Wednesday, December 23, 2009

Krist Jake, Festival Founder

We open our blog with an interview with Krist Jake, who along with his wife Laurie, founded the San Francisco Ocean Film Festival in 2004.

Krist, this is the 7th year of the festival, what is new and exciting this year?

First is our partnership with the Aquarium of the Bay, which is taking a large role in publicizing and producing the festival. Second is our move to Pier 39 where film goers will have better access by public transportation, a wider choice of dining options, along with reasonably priced parking.

What was your original inspiration for creating the film festival?

Well, I’m curious and prefer non-fiction books and films. The waterfront is a place I like to be because of the interesting things and people there. In the late 90’s, after being exposed to the Banff Mountain Film Festival traveling program, I attended a screening of several short silent films from 80 or so years ago on various sea creatures - octopus, jellyfish, seahorses, and the like. They were by a French filmmaker I’d never heard of, Jean PainlevĂ©, and they were wonderful. Soon thereafter a light went on – why not a festival that would screen ocean-related films? At the time there were over 20 mountain film festivals all over the world, but nothing we could find called an “ocean” film festival.

What has been your favorite memory through the years?

The many “thank you’s” proffered by attendees after they’ve enjoyed a program. Also, the enthusiastic interaction between our audience and the filmmakers or special guests who enliven our programs.

What about your proudest moment?

It hasn’t been one moment per se, but the growing feeling that SFOFF has legs - that it will continue to gain advocates as a unique channel that increases the visibility of under-distributed films and the filmmakers’ messages in an interactive setting to a growing audience, an audience which will be better informed on the ocean and its issues.

What have been your greatest lessons learned since you started the festival?

The overall lesson is that, while putting on a film festival could be easy, producing one that maps in some sense to the scale of the ocean, what it deserves, and its many stakeholders, is a large undertaking. There are many moving parts to this film festival, and I’m thankful for our team of volunteers. A second lesson, or at least a reality, is that the economics of a non-commercial film festival are challenging and need creative thinking and a lot of elbow grease. A third is that starting a non-profit, assembling a board, creating some infrastructure, and producing even an annual event can absorb a lot of time. But that’s the cost of doing business.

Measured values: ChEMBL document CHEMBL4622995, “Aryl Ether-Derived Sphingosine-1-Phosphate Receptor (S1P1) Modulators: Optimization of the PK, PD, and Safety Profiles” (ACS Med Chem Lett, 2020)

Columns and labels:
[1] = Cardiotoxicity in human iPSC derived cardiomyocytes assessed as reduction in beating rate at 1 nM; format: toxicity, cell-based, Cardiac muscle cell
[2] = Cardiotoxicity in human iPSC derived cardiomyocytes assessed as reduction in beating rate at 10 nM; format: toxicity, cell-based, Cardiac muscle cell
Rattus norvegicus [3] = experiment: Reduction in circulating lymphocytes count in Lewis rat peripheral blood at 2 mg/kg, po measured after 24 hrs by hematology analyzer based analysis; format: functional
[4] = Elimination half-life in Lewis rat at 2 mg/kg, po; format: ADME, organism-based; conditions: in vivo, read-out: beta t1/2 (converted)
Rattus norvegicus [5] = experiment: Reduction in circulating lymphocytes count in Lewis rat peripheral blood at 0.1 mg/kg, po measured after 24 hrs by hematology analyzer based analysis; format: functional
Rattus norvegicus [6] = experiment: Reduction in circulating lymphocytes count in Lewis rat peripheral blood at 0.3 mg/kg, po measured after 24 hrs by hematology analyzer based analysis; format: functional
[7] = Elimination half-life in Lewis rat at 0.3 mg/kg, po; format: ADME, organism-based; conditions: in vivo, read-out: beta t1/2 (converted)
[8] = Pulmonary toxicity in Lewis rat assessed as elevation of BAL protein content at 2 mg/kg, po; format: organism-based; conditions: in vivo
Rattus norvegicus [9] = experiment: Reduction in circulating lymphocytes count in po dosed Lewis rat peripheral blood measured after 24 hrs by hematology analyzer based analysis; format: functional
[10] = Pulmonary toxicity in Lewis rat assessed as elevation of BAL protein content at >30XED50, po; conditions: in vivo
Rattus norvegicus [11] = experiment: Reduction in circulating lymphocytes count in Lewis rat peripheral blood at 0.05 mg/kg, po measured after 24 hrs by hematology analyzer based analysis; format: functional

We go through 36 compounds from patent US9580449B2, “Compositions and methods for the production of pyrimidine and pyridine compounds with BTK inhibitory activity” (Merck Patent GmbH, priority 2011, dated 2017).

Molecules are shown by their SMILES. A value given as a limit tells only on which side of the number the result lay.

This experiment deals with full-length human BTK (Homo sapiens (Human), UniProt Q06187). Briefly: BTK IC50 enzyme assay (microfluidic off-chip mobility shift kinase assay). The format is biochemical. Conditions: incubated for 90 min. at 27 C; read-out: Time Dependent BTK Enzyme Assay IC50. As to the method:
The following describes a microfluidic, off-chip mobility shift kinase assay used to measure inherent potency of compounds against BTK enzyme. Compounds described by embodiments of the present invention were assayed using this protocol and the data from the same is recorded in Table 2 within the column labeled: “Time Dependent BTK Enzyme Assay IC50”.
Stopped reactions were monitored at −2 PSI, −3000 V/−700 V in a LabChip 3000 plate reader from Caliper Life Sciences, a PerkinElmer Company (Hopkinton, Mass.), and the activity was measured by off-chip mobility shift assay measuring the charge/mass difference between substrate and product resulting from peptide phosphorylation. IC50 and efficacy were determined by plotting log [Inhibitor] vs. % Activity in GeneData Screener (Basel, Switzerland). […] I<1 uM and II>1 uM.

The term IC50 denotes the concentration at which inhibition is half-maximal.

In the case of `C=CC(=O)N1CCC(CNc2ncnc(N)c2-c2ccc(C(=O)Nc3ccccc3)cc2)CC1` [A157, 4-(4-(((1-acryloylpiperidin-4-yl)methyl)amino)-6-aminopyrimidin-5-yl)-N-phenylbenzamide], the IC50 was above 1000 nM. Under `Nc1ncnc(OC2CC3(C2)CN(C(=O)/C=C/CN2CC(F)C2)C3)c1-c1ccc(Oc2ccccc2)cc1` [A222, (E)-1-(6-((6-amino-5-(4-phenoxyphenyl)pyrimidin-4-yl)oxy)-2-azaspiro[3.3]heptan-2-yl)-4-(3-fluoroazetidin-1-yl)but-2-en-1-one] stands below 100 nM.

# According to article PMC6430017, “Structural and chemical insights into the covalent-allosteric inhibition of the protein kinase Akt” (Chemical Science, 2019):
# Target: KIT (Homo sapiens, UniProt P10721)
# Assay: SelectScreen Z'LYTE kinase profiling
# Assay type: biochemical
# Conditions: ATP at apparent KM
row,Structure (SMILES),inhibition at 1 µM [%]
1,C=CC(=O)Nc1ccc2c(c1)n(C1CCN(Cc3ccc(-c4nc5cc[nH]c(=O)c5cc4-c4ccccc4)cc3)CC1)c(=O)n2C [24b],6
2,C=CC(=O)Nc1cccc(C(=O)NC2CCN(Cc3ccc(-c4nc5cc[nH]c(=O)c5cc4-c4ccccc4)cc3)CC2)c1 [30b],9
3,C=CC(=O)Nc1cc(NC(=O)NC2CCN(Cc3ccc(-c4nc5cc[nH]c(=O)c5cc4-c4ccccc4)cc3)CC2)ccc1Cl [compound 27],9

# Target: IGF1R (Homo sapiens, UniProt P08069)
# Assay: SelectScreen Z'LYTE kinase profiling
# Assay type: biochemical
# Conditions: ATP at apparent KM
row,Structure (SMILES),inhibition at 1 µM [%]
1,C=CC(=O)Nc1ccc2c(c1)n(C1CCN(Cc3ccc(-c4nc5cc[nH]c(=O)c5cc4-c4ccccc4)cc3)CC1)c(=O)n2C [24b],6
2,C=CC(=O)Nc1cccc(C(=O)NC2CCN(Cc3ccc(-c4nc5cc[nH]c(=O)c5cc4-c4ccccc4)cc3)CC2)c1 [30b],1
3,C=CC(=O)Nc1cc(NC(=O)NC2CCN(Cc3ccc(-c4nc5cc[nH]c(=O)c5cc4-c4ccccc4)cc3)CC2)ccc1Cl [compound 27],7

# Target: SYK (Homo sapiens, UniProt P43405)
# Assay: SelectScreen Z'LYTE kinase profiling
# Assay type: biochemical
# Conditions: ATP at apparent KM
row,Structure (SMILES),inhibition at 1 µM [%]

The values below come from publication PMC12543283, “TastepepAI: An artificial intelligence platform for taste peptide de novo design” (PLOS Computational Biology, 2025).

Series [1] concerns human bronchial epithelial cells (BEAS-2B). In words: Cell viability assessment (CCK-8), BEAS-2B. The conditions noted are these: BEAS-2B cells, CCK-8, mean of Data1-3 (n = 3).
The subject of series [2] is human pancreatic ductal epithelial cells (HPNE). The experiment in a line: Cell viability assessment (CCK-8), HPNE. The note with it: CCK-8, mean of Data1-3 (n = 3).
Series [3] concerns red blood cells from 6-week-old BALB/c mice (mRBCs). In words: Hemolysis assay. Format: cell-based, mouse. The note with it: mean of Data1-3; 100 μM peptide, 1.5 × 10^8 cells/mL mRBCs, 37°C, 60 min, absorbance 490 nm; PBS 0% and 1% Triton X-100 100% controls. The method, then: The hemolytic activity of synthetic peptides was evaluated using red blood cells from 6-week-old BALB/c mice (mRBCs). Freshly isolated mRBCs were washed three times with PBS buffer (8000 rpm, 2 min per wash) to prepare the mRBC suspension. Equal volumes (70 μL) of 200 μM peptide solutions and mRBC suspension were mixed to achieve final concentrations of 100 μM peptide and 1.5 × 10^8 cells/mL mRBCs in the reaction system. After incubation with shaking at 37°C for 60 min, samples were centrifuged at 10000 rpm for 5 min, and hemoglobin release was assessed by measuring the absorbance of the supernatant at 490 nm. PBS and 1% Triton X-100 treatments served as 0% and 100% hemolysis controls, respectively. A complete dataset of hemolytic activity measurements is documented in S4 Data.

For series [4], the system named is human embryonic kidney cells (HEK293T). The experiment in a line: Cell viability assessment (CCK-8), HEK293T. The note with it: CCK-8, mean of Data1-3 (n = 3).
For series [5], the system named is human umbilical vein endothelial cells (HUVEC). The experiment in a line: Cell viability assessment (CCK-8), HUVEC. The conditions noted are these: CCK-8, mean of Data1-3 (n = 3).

What film/film maker has been your favorite and why?

Every film we’ve screened has merit and audience surveys convey a range of audience favorites. In part because they screened at the first Festival, I’ll mention two personal favorites - Flip Flotsam, because of its story and storytelling, its production values, music, etc., and that it interweaves the ocean and human cultural issues. Also because it is an excellent film on what is certainly an underappreciated item of apparel, the lowly flip flop. Another favorite is Berserk in the Antarctic – this is a low budget but very well done reality film with a story line, humor, scenery, wildlife, and some tension. Of course another was Heart of the Sea. These were all in Festival #1 and we hope to bring them back before long.

Some of the shorter pieces I’m fond of are Selling Songs of Leyte, The Sinking Ship, Nobody Loves You, Abridged, Christmas at the Bait Shop, etc. Shorter pieces are often creations of filmmakers early in their career, often made for a university class. The shorts we screen are delicacies – they tell a story or convey a message without fluff.

Is there anything else you want SFOFF enthusiasts to know?

SFOFF volunteers work hard to make the Festival come to life, sourcing films, selecting them, publicizing the festival, producing it, etc. We welcome inquiries from prospective volunteers.

Thanks Krist!

Bookmark our blog for Q&A sessions with the 2010 festival film makers. And, you can also follow us on Twitter, Facebook and YouTube.

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